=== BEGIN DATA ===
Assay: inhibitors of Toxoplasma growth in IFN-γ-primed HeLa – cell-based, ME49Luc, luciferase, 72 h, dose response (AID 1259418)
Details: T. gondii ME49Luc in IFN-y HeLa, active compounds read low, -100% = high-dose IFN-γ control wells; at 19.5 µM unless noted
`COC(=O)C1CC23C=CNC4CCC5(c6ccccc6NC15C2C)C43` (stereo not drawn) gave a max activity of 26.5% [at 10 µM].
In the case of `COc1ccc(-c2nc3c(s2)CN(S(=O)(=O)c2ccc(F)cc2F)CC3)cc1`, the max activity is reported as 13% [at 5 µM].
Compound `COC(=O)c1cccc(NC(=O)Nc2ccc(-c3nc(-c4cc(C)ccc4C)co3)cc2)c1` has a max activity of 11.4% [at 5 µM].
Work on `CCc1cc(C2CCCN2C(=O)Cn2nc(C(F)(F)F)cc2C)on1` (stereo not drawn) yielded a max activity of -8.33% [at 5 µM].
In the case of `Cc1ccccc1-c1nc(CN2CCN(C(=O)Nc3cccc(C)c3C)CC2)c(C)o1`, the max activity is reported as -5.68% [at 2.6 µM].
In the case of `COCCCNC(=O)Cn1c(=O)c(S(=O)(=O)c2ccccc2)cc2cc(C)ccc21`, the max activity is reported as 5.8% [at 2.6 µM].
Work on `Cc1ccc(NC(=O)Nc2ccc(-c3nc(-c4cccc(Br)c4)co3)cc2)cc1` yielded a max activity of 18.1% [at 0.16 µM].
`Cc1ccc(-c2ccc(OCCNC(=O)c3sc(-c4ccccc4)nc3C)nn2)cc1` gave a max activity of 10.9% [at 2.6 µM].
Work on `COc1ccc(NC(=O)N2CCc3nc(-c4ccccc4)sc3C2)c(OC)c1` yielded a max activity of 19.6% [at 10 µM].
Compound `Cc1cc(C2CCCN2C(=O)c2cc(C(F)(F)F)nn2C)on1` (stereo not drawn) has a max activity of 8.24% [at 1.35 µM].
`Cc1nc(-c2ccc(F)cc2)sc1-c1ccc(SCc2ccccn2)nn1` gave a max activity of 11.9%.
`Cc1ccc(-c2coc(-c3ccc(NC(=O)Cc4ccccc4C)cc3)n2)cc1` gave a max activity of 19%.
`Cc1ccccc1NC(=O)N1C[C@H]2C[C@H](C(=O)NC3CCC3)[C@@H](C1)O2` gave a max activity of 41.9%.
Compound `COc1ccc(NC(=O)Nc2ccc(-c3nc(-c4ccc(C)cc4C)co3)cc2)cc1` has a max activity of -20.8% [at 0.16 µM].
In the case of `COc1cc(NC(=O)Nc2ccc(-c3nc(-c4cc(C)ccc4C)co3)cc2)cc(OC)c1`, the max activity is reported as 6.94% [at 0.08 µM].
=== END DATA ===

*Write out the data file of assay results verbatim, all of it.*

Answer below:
Assay: inhibitors of Toxoplasma growth in IFN-γ-primed HeLa – cell-based, ME49Luc, luciferase, 72 h, dose response (AID 1259418)
Details: T. gondii ME49Luc in IFN-y HeLa, active compounds read low, -100% = high-dose IFN-γ control wells; at 19.5 µM unless noted
`COC(=O)C1CC23C=CNC4CCC5(c6ccccc6NC15C2C)C43` (stereo not drawn) gave a max activity of 26.5% [at 10 µM].
In the case of `COc1ccc(-c2nc3c(s2)CN(S(=O)(=O)c2ccc(F)cc2F)CC3)cc1`, the max activity is reported as 13% [at 5 µM].
Compound `COC(=O)c1cccc(NC(=O)Nc2ccc(-c3nc(-c4cc(C)ccc4C)co3)cc2)c1` has a max activity of 11.4% [at 5 µM].
Work on `CCc1cc(C2CCCN2C(=O)Cn2nc(C(F)(F)F)cc2C)on1` (stereo not drawn) yielded a max activity of -8.33% [at 5 µM].
In the case of `Cc1ccccc1-c1nc(CN2CCN(C(=O)Nc3cccc(C)c3C)CC2)c(C)o1`, the max activity is reported as -5.68% [at 2.6 µM].
In the case of `COCCCNC(=O)Cn1c(=O)c(S(=O)(=O)c2ccccc2)cc2cc(C)ccc21`, the max activity is reported as 5.8% [at 2.6 µM].
Work on `Cc1ccc(NC(=O)Nc2ccc(-c3nc(-c4cccc(Br)c4)co3)cc2)cc1` yielded a max activity of 18.1% [at 0.16 µM].
`Cc1ccc(-c2ccc(OCCNC(=O)c3sc(-c4ccccc4)nc3C)nn2)cc1` gave a max activity of 10.9% [at 2.6 µM].
Work on `COc1ccc(NC(=O)N2CCc3nc(-c4ccccc4)sc3C2)c(OC)c1` yielded a max activity of 19.6% [at 10 µM].
Compound `Cc1cc(C2CCCN2C(=O)c2cc(C(F)(F)F)nn2C)on1` (stereo not drawn) has a max activity of 8.24% [at 1.35 µM].
`Cc1nc(-c2ccc(F)cc2)sc1-c1ccc(SCc2ccccn2)nn1` gave a max activity of 11.9%.
`Cc1ccc(-c2coc(-c3ccc(NC(=O)Cc4ccccc4C)cc3)n2)cc1` gave a max activity of 19%.
`Cc1ccccc1NC(=O)N1C[C@H]2C[C@H](C(=O)NC3CCC3)[C@@H](C1)O2` gave a max activity of 41.9%.
Compound `COc1ccc(NC(=O)Nc2ccc(-c3nc(-c4ccc(C)cc4C)co3)cc2)cc1` has a max activity of -20.8% [at 0.16 µM].
In the case of `COc1cc(NC(=O)Nc2ccc(-c3nc(-c4cc(C)ccc4C)co3)cc2)cc(OC)c1`, the max activity is reported as 6.94% [at 0.08 µM].